Nap time. A most dreaded phrase by toddlers everywhere, but the elusive thing longed for by many adults.
To adults, sometimes this word feels like a four-letter word.
Something heinous. Sinful even. Or, at best, unproductive.
“Stop? I can’t. I must keep busy; there is so much to do!” We often mull over such words in our minds.
Why this incessant need for work? Why must we always be busy? Is there never a time for rest?
I remember one particularly weary afternoon a few years ago when I had “a ton of work to do.” (Whatever it was has long been forgotten.) I was talking to my daughter on the phone, lamenting my looming tasks when, on the spur, I told her: “Call me lazy.”
That’ll get me going, I thought. This is a specific fear that I have — being lazy, slothful or wasting time. I grew up with the Puritan work ethic heavily instilled alongside the Benjamin Franklin quote: “Do not squander time. That is the stuff life is made of.” Excellent quote, but we all need a break. Don’t we?
So she did. She called me lazy, slothful, all the things, and she just kept going. “Okay, Okay. Stop! Ugh.”
She finally stopped. We laughed. But, it did get me up and going and out of my slump. I got up and going, but I also got to thinking about my motivations about work.
What were they?
Work just to work?
Work because of being afraid of looking lazy?
Work because of the fear of being slothful?
Okay, my thinking must be somehow skewed here.
Recently I saw an adage: “If you can’t rest, work is your idol.”
Surely, somewhere there is a healthy balance between these two opposing ideas of work and laziness.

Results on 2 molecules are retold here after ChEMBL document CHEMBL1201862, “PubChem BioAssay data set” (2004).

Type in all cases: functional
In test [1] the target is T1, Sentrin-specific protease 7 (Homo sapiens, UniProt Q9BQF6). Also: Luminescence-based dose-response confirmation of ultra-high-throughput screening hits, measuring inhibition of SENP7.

Yes, there is.
It is a wonderful thing called rest.
Rest isn’t a four-letter word; it is a gift.
Literally, it is a gift from God.
A good gift. A very good gift.
Think all the way back to Genesis.
In the beginning, God created. Then, God rested.
Since the Garden, God also gave rest.
He gave us Sabbath rest.
This is a gift to us, a needed gift that should be employed. Rest.
We are called, nay, we are commanded, to rest.
When we rest, we notice, we are made aware, we adore.
It is a command, but one that is also a beautiful and lovely gift.
Land lies fallow in order to rest, to regenerate, to be more productive.
Yes, we must work, and no, we shouldn’t be lazy. We should not “shirk the work,” as Eustace did before he turned into a dragon in The Voyage of the Dawn Treader.
Somewhere in between lies a sweet spot. Rest for the weary. Refreshment for our souls.
We must rest. It is necessary. We must rest from work in order to work again.
Rest so that we can continue the work.
Rest so that we can be renewed and restored.
Rest so that we can pray and worship.
Rest so that we can give and serve.
Rest so that we can care and love.
Rest. It is a most wonderful, kind gift. One we don’t have to work for.
As Houston Baptist University English Professor Louis Markos states in his article, On the Road with John Bunyan: “Bunyan prepared me well for the subtle stings and snares, the treacherous traps and temptations, that lure pilgrims away from the Right Road; but he also taught me there are many places of refuge along the way. The Palace Beautiful, the River of God, the Delectable Mountains — all provide rest and refreshment for the weary pilgrim. The Protestant Work Ethic need not define and discipline our every waking moment. There’s room for leisure and fellowship, laughter and cheer, beauty and awe within this vale of tears. We may be sojourners passing though a world not our home, but that shouldn’t prevent us from making merry in those temporary yet lovely inns that offer us rest for the night.”
Take delight in these restful moments, for they strengthen us for the work to be done.
by Stephanie Boss, CCS Fifth Grade Teacher